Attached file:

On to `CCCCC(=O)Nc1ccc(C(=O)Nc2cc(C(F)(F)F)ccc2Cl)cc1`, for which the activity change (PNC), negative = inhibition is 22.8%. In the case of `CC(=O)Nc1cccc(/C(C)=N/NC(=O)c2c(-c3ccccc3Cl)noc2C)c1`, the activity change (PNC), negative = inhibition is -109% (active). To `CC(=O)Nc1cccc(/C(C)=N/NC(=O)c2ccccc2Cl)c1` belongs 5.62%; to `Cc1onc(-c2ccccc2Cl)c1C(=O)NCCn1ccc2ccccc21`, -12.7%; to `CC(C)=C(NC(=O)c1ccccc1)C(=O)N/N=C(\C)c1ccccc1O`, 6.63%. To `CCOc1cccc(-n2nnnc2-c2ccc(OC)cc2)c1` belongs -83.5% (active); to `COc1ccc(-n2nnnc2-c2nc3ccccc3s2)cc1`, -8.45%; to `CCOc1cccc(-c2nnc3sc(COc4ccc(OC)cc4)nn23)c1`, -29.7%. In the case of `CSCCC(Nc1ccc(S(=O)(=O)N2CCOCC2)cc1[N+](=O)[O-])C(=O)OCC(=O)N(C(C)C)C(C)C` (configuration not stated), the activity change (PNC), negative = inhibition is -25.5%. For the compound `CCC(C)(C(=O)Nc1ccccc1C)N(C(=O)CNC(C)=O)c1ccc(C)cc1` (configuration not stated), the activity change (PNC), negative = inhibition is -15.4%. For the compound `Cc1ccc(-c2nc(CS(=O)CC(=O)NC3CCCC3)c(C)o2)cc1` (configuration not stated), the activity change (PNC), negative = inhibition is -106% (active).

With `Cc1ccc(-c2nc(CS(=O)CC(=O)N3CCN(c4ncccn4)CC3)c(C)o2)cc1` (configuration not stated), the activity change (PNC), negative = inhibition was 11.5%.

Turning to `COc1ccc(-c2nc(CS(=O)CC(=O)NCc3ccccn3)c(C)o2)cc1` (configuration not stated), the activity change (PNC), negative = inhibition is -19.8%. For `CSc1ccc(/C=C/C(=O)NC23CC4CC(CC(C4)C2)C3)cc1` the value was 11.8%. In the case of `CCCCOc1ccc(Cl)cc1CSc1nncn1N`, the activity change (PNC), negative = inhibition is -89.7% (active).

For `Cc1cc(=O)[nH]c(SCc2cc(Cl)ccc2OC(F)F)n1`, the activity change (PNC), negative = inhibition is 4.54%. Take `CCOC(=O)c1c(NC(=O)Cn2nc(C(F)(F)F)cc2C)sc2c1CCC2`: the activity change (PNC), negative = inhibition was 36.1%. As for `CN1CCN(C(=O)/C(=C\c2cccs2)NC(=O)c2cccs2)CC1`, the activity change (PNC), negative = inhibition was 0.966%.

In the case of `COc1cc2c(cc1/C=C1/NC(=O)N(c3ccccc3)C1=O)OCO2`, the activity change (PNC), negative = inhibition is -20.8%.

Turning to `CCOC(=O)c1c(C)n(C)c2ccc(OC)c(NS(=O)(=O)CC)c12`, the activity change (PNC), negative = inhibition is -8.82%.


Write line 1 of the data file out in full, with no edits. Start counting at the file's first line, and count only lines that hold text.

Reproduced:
On to `CCCCC(=O)Nc1ccc(C(=O)Nc2cc(C(F)(F)F)ccc2Cl)cc1`, for which the activity change (PNC), negative = inhibition is 22.8%. In the case of `CC(=O)Nc1cccc(/C(C)=N/NC(=O)c2c(-c3ccccc3Cl)noc2C)c1`, the activity change (PNC), negative = inhibition is -109% (active). To `CC(=O)Nc1cccc(/C(C)=N/NC(=O)c2ccccc2Cl)c1` belongs 5.62%; to `Cc1onc(-c2ccccc2Cl)c1C(=O)NCCn1ccc2ccccc21`, -12.7%; to `CC(C)=C(NC(=O)c1ccccc1)C(=O)N/N=C(\C)c1ccccc1O`, 6.63%. To `CCOc1cccc(-n2nnnc2-c2ccc(OC)cc2)c1` belongs -83.5% (active); to `COc1ccc(-n2nnnc2-c2nc3ccccc3s2)cc1`, -8.45%; to `CCOc1cccc(-c2nnc3sc(COc4ccc(OC)cc4)nn23)c1`, -29.7%. In the case of `CSCCC(Nc1ccc(S(=O)(=O)N2CCOCC2)cc1[N+](=O)[O-])C(=O)OCC(=O)N(C(C)C)C(C)C` (configuration not stated), the activity change (PNC), negative = inhibition is -25.5%. For the compound `CCC(C)(C(=O)Nc1ccccc1C)N(C(=O)CNC(C)=O)c1ccc(C)cc1` (configuration not stated), the activity change (PNC), negative = inhibition is -15.4%. For the compound `Cc1ccc(-c2nc(CS(=O)CC(=O)NC3CCCC3)c(C)o2)cc1` (configuration not stated), the activity change (PNC), negative = inhibition is -106% (active).